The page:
Consumers' Influence on Health IT in 2015
Health consumers and health care providers live in parallel universes when it comes to health IT, a smart CMIO friend of mine recently told me. 2015 will be a year when consumers, patients and caregivers pressure providers to converge toward greater convenience, access, transparency and quality using health IT. This health IT forecast for 2015 focuses on the forces that could advance and slow that convergence.
Consumer-directed care gets real as people get shopping. The phrase "consumer-directed health" came into use when employers' health insurance consultants began to design plans where employees bore more financial skin-in-the-game, in the form of higher copayments for services and prescription drugs. That was over a decade ago, and consumers didn't direct their care much as the copayments didn't feel like real money to them. In 2015, most workers who get health insurance at the workplace, as well as people buying health insurance on the exchanges, will face some level of high deductible, which has begun to hit covered people hard enough to feel like real money. This is forging consumer-like behavior in the form of shopping for services first and foremost on the basis of cost, which the first year of health insurance exchange shopping behavior demonstrated. An analysis by Healthsparq also found that certain types of medical services can motivate shopping, with expectant mothers being some of the most frequent health care shoppers according to Healthsparq's data. It added, "With labor and delivery varying between $9,485 and $25,254 in Oregon alone, shopping can make a huge difference."
Word-of-mouth for doctor-shopping goes online. Consumers have begun to use online physician reviews to find doctors. Software Advice's 2014 survey found that 25% of people used online reviews, growing by 68% since 2013. Yelp was the most popular online review site and was tied with HealthGrades for being the most-trusted online source for such reviews. In 2015, consumers will more frequently access transparency tools when shopping for health care, and they will be frustrated with the lack of consistency and completeness of information available.
DIY has come to health care. Beyond shopping for insurance and providers, consumers are seeking the same quality retail experiences in health care they appreciate in other aspects of their lives. Financial services, travel and restaurants' self-service options have set a challenging bar for the health care industry. Industry conferences lure attendees with the question, "Where are the Amazons and Ubers in health?" An obvious self-service on-ramp for health care providers is online scheduling, which Accenture found two in three patients expected to do by the end of 2019. Self-service on the part of consumers could save $3.2 billion for U.S. health care providers by saving staff time for appointment-booking, as well as filling in open spots and last-minute cancellations in practice schedules.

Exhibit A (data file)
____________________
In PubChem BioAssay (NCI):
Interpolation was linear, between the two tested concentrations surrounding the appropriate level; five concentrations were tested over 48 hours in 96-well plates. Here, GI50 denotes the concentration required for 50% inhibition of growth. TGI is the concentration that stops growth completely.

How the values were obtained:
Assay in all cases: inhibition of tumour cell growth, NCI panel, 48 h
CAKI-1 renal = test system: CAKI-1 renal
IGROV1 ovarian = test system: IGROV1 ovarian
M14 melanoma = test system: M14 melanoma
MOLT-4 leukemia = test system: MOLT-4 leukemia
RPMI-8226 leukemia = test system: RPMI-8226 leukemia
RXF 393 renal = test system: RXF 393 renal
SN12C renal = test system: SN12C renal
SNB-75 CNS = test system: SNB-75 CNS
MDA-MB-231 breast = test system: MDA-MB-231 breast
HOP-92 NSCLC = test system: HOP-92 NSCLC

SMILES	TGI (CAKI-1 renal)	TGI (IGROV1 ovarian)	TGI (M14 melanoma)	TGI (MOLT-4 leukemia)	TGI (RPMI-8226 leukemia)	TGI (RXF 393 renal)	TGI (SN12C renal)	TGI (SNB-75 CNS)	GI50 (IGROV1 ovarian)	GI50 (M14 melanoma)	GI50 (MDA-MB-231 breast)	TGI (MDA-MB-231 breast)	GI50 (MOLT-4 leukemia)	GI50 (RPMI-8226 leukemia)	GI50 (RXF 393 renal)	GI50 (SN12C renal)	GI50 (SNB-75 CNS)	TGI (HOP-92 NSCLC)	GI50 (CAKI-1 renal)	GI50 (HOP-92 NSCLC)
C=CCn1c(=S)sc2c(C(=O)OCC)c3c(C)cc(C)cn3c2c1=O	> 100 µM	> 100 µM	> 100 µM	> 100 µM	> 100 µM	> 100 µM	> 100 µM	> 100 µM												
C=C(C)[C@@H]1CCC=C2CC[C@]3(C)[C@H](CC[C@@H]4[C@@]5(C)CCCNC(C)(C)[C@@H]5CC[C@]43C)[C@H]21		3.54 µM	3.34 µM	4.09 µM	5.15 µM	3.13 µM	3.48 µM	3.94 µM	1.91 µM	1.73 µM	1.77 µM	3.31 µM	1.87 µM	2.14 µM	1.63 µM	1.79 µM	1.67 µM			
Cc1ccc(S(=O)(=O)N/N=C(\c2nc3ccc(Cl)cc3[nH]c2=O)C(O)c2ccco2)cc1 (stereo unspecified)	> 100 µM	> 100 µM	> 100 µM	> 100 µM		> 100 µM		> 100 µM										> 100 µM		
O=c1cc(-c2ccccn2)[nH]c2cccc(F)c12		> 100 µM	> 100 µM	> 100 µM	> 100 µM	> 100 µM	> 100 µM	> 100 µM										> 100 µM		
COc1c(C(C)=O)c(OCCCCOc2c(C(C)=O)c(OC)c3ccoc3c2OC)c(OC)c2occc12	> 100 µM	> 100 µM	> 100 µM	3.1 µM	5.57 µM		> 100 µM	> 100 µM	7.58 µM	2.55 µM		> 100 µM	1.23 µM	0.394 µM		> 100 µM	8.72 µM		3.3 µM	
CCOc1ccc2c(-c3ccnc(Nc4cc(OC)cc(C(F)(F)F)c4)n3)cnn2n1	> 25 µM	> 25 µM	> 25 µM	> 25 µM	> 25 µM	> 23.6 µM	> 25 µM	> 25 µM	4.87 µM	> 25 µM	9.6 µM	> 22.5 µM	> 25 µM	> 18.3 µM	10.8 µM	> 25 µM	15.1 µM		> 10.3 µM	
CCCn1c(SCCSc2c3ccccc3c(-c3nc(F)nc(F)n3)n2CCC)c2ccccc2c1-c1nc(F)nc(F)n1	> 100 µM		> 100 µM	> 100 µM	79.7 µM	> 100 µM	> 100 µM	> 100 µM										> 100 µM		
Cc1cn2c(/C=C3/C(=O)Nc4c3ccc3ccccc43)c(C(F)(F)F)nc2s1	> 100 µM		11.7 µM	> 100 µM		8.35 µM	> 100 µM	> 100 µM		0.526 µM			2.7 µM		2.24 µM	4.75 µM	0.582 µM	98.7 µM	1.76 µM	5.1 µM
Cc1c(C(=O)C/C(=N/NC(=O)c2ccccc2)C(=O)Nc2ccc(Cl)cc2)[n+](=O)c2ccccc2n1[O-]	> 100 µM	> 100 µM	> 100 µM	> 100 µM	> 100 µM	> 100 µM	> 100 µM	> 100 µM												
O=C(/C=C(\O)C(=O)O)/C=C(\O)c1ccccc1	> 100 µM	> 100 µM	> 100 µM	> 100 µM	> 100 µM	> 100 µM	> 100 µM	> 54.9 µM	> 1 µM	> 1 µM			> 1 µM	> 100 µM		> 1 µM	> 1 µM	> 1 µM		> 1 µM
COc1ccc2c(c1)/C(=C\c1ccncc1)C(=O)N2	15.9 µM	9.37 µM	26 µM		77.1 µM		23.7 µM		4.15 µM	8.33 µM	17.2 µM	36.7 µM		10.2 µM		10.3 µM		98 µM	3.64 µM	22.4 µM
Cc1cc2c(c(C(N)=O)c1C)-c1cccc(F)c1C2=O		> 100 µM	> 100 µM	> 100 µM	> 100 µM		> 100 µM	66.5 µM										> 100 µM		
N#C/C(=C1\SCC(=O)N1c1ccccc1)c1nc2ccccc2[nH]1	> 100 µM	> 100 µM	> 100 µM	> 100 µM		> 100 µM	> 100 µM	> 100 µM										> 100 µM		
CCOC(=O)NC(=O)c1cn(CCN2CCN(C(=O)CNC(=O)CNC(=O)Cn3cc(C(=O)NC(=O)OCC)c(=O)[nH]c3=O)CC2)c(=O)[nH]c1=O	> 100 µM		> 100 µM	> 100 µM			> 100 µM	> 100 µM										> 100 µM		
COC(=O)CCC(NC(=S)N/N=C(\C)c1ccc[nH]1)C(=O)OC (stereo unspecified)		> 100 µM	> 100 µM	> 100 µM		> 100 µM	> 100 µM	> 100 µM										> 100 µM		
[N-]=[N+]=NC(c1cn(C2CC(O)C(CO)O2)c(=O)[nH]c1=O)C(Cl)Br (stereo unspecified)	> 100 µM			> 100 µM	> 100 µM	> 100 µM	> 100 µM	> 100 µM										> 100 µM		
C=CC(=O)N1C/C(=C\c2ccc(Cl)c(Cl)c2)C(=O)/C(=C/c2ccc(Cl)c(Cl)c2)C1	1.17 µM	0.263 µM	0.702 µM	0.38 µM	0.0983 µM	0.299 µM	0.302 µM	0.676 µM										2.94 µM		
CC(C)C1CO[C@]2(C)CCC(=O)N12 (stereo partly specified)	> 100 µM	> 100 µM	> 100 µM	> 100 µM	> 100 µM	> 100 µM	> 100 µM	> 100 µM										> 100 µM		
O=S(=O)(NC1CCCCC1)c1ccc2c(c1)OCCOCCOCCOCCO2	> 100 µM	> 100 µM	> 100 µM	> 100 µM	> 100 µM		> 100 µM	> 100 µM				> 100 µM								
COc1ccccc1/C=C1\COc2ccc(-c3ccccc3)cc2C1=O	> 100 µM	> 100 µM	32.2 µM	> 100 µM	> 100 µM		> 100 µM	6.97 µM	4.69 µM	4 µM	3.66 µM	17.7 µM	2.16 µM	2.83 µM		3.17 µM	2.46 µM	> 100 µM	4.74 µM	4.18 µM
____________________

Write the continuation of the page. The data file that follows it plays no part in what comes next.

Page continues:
Consumer wearables: Getting them to stick. In these weeks leading up to the 2014 holiday shopping season, every Big Box, consumer electronics and pharmacy chain store print ad has featured at least one brand-name digital health tracker, usually in wristband form. PricewaterhouseCoopers' consumer survey on wearables found that one-half of U.S. consumers planned to buy one of these devices in 2015. 2015 may be the year of irrational exuberance for wearables, a forecast which the 2014 Gartner Hype Cycle supports. While forecasts for digital health tracking devices are bullish, most do not factor in consumers' willingness to pay for such devices. PwC found that two-thirds of consumers would be willing to use self-tracking devices for health when given them at no cost by employers. As employers couple high-deductible health plans with wellness initiatives, companies will play a growing role as "sponsor" for health tracking devices. Seventy percent of consumers say they would wear employer-provided wearables streaming anonymous information to a database in exchange for a discount on health insurance premiums. This scenario of a "quantified workplace" is described by Gigaom Research, which looks to a new generation of employee wellness programs that support a culture of health, which includes employee health tracking "nudged" with behavioral economic incentives and real-time tools supporting behavior change.
Crossing the apps chasm from health to medical. While the health apps consumers use are overwhelmingly focused on food/nutrition and exercise, physicians are beginning to value the role of apps in clinical care. IMS Health launched its App Script store one year ago to enable doctors to develop, crowdsource and group-curate favorite tools. In 2015, more physicians will recommend or "prescribe" apps for patient self-care. In Canada, PwC's team has envisioned an Apps Pharmacy as an integral component enabling the virtualization of health care. In describing PwC's work with clinicians in Canada and the U.S., Will Falk explained: "Let's get a clinical group together as we've done for prescription drugs, a [pharmacy and therapeutics] committee. Think of this as a P&T committee for health apps assessing what apps we have and which ones might be good for our clinicians to use in practice." The challenge for this group would be to assess and curate what's on the "apps formulary," identifying those apps where evidence has proven them to be effective and safe. A similar idea is being implemented in the United Kingdom where the National Health Service is evolving an apps library to assist British doctors and patients in accessing the best health apps. Another type of curation is emerging with self-tracking devices: Think Birchbox-comes-to-self-care. Babyscripts recently launched a product that bundles a Wi-Fi scale and a blood pressure cuff, attractively boxed up with baby booties for pregnant women to track weight and blood pressure. The company, 1EQ, is working with groups of obstetricians who purchase the boxes on behalf of their low-risk pregnant patients who can choose to opt into the program and download the Babyscripts app that organizes their personal health data.